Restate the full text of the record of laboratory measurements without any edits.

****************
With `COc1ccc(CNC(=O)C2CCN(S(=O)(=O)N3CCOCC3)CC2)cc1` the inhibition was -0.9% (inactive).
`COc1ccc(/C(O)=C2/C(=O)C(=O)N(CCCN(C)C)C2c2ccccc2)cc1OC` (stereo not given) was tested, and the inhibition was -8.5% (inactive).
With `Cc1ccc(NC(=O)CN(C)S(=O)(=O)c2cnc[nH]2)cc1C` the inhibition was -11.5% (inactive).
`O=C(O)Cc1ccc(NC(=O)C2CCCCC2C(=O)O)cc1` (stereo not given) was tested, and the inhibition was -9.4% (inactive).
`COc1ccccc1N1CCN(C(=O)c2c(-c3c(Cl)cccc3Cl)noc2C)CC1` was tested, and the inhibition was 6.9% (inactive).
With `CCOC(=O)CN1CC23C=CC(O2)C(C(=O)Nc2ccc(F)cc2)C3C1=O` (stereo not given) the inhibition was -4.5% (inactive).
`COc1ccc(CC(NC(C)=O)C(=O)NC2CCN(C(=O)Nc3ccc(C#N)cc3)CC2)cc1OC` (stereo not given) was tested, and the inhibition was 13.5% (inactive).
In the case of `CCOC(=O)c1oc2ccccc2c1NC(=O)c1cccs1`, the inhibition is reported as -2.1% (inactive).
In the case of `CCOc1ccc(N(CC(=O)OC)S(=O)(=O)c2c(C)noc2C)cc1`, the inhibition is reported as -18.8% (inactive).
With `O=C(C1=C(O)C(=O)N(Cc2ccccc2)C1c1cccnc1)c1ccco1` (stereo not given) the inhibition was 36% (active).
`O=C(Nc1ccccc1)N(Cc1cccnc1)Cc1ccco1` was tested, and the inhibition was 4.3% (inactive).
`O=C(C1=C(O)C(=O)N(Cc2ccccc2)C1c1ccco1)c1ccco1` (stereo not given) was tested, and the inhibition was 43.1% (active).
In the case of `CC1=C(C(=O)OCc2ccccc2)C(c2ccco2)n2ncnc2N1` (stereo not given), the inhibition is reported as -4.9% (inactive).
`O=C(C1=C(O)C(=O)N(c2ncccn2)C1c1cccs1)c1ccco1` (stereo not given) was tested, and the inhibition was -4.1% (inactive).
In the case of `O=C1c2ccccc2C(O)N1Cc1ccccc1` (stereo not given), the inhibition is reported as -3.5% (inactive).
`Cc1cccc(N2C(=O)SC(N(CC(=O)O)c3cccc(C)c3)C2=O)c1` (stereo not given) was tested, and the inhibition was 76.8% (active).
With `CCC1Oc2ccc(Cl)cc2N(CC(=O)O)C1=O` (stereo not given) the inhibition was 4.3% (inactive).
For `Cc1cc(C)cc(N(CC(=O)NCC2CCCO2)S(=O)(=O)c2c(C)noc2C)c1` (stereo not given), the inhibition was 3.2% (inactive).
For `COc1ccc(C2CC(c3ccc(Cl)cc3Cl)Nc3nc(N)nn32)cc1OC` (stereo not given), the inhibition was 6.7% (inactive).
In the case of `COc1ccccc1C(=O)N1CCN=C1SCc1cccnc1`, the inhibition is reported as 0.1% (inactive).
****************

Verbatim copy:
With `COc1ccc(CNC(=O)C2CCN(S(=O)(=O)N3CCOCC3)CC2)cc1` the inhibition was -0.9% (inactive).
`COc1ccc(/C(O)=C2/C(=O)C(=O)N(CCCN(C)C)C2c2ccccc2)cc1OC` (stereo not given) was tested, and the inhibition was -8.5% (inactive).
With `Cc1ccc(NC(=O)CN(C)S(=O)(=O)c2cnc[nH]2)cc1C` the inhibition was -11.5% (inactive).
`O=C(O)Cc1ccc(NC(=O)C2CCCCC2C(=O)O)cc1` (stereo not given) was tested, and the inhibition was -9.4% (inactive).
`COc1ccccc1N1CCN(C(=O)c2c(-c3c(Cl)cccc3Cl)noc2C)CC1` was tested, and the inhibition was 6.9% (inactive).
With `CCOC(=O)CN1CC23C=CC(O2)C(C(=O)Nc2ccc(F)cc2)C3C1=O` (stereo not given) the inhibition was -4.5% (inactive).
`COc1ccc(CC(NC(C)=O)C(=O)NC2CCN(C(=O)Nc3ccc(C#N)cc3)CC2)cc1OC` (stereo not given) was tested, and the inhibition was 13.5% (inactive).
In the case of `CCOC(=O)c1oc2ccccc2c1NC(=O)c1cccs1`, the inhibition is reported as -2.1% (inactive).
In the case of `CCOc1ccc(N(CC(=O)OC)S(=O)(=O)c2c(C)noc2C)cc1`, the inhibition is reported as -18.8% (inactive).
With `O=C(C1=C(O)C(=O)N(Cc2ccccc2)C1c1cccnc1)c1ccco1` (stereo not given) the inhibition was 36% (active).
`O=C(Nc1ccccc1)N(Cc1cccnc1)Cc1ccco1` was tested, and the inhibition was 4.3% (inactive).
`O=C(C1=C(O)C(=O)N(Cc2ccccc2)C1c1ccco1)c1ccco1` (stereo not given) was tested, and the inhibition was 43.1% (active).
In the case of `CC1=C(C(=O)OCc2ccccc2)C(c2ccco2)n2ncnc2N1` (stereo not given), the inhibition is reported as -4.9% (inactive).
`O=C(C1=C(O)C(=O)N(c2ncccn2)C1c1cccs1)c1ccco1` (stereo not given) was tested, and the inhibition was -4.1% (inactive).
In the case of `O=C1c2ccccc2C(O)N1Cc1ccccc1` (stereo not given), the inhibition is reported as -3.5% (inactive).
`Cc1cccc(N2C(=O)SC(N(CC(=O)O)c3cccc(C)c3)C2=O)c1` (stereo not given) was tested, and the inhibition was 76.8% (active).
With `CCC1Oc2ccc(Cl)cc2N(CC(=O)O)C1=O` (stereo not given) the inhibition was 4.3% (inactive).
For `Cc1cc(C)cc(N(CC(=O)NCC2CCCO2)S(=O)(=O)c2c(C)noc2C)c1` (stereo not given), the inhibition was 3.2% (inactive).
For `COc1ccc(C2CC(c3ccc(Cl)cc3Cl)Nc3nc(N)nn32)cc1OC` (stereo not given), the inhibition was 6.7% (inactive).
In the case of `COc1ccccc1C(=O)N1CCN=C1SCc1cccnc1`, the inhibition is reported as 0.1% (inactive).